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Thursday, October 17, 2019

Facing Tomorrow Like a Futurist

Tomorrow will look a lot like the decisions we make today.

Photo by Etty Fidele on Unsplash

The world is filled with staggering technological advancements, such as food created by 3D printing, emerging carbon capture technologies that convert carbon into fertilizer or energy, and the promise of quantum computing.

While the arc of progress has consistently moved us toward abundance, rapid change also brings growing pains, like political or market unrest and career displacement. By anticipating change like a futurist, you may be better equipped to seize emerging opportunities and mitigate the risks of unanticipated disruptions.

What Is a Futurist?

A futurist is more than a technophile or a daydreamer. Rather, a futurist is someone who sees beyond the here and now, not limiting himself to short-term concerns. He studies how people behave, is familiar with emerging technology, and is attuned to shifts in the market.

This approach to thinking about the future is sometimes referred to as mindful anticipation. Because he’s already thought through which changes might lie ahead (mindful anticipation), he’s able to make careful preparations. Thinking like a futurist by sharpening your skills and challenging the status quo is like possessing the oars you need to successfully navigate the coming change.  This deliberate, methodical readying for the future requires strategic thinking. It also demands a certain level of nimbleness and intellectual humility because there will be unknown variables that a futurist can’t fully account for when forecasting.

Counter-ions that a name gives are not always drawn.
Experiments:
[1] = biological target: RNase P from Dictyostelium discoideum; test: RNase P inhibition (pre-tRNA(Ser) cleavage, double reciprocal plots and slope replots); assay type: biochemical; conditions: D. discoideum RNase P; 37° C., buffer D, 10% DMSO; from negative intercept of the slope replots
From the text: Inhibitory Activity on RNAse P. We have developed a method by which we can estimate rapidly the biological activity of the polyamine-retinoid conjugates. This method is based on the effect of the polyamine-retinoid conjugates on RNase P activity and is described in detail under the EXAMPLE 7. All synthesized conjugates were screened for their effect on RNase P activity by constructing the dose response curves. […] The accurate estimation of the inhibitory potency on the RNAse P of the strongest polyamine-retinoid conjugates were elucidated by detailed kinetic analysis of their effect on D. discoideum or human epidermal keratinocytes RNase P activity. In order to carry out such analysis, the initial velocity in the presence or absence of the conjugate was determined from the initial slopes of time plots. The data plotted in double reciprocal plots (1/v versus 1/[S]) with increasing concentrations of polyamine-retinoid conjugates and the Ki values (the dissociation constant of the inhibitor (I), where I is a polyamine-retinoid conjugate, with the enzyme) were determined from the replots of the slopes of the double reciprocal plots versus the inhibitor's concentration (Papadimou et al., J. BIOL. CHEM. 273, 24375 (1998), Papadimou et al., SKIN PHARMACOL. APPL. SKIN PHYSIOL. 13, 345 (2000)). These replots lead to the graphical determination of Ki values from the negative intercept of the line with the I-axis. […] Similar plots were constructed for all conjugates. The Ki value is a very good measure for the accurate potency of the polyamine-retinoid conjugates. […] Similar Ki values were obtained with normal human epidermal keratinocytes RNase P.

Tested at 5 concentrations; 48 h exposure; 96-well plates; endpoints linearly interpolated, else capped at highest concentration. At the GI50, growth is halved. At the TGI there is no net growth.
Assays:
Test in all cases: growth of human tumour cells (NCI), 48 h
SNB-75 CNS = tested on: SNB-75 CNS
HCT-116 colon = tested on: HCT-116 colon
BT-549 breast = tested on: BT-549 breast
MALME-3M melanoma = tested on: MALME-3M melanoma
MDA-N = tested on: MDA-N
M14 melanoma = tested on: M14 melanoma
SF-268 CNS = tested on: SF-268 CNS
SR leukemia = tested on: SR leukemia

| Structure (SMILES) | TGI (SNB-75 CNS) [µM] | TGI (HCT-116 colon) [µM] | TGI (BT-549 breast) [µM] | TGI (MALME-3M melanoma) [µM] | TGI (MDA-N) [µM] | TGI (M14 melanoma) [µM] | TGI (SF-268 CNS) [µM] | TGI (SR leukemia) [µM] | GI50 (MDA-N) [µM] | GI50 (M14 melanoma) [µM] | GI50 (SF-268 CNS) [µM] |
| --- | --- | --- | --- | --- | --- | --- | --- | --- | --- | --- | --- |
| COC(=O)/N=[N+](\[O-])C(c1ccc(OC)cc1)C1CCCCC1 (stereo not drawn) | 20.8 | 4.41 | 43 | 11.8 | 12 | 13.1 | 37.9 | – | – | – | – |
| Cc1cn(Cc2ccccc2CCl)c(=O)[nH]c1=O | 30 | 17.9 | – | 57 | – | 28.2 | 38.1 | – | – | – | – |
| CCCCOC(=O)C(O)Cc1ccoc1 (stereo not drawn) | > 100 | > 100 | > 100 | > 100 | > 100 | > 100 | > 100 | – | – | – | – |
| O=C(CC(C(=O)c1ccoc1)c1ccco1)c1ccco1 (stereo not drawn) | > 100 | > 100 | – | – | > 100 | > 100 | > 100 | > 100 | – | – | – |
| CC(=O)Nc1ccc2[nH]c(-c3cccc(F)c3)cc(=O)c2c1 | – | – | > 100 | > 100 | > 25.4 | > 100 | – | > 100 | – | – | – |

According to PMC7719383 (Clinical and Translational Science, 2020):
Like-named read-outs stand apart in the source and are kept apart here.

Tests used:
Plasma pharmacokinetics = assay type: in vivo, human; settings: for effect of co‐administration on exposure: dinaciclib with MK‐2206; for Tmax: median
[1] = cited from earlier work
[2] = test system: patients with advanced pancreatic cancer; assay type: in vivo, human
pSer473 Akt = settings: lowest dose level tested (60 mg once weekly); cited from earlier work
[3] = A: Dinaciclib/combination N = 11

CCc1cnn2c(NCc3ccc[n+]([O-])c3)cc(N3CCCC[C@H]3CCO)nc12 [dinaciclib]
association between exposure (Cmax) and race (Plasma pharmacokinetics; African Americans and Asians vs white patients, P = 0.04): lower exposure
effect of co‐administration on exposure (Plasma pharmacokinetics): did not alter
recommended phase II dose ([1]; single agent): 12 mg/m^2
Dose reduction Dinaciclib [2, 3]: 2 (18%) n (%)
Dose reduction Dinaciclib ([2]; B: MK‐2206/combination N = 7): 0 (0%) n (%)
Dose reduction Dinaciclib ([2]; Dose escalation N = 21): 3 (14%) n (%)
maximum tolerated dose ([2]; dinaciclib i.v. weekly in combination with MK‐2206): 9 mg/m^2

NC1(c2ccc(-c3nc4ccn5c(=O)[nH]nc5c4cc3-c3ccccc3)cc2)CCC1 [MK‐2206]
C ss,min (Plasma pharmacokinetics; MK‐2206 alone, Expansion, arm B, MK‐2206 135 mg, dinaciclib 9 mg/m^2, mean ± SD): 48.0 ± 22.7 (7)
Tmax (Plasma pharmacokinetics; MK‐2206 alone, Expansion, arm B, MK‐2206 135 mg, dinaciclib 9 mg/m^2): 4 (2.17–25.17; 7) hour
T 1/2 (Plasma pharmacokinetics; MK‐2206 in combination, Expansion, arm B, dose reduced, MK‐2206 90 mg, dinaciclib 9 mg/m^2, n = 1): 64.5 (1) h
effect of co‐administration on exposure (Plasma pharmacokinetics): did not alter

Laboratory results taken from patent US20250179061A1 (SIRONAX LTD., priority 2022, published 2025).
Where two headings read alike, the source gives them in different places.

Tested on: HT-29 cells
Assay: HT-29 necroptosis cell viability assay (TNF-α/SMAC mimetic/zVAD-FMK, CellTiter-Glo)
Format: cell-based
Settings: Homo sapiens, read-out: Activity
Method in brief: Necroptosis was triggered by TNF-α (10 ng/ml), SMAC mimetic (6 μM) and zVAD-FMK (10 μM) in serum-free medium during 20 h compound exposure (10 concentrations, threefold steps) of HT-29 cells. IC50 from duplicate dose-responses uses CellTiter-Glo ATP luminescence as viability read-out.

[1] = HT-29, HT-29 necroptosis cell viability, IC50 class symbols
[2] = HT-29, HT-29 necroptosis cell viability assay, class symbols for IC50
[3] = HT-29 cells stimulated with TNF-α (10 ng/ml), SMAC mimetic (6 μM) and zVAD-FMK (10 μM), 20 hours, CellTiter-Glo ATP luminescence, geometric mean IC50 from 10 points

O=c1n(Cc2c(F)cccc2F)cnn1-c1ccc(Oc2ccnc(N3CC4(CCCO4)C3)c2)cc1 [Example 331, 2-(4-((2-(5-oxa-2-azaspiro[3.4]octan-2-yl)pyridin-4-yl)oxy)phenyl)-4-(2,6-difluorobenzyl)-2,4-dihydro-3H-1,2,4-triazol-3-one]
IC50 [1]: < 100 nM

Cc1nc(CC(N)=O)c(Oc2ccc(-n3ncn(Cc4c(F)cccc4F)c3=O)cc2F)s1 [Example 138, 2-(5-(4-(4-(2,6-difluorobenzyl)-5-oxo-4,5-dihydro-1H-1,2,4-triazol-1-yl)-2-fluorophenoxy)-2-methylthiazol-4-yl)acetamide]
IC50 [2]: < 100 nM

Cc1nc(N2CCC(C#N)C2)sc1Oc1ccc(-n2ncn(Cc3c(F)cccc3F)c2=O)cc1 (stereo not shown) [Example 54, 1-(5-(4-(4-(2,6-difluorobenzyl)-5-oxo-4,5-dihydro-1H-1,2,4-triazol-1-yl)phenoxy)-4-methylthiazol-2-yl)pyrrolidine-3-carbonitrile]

During periods of disruption, it can be easy to feel like you’re on a rocky sea in a dinghy that’s lost its oars. Without the oars, you’re completely at the mercy of the waves’ whims. Thinking like a futurist by sharpening your skills and challenging the status quo is like possessing the oars you need to successfully navigate the coming change.

Prepare and Adapt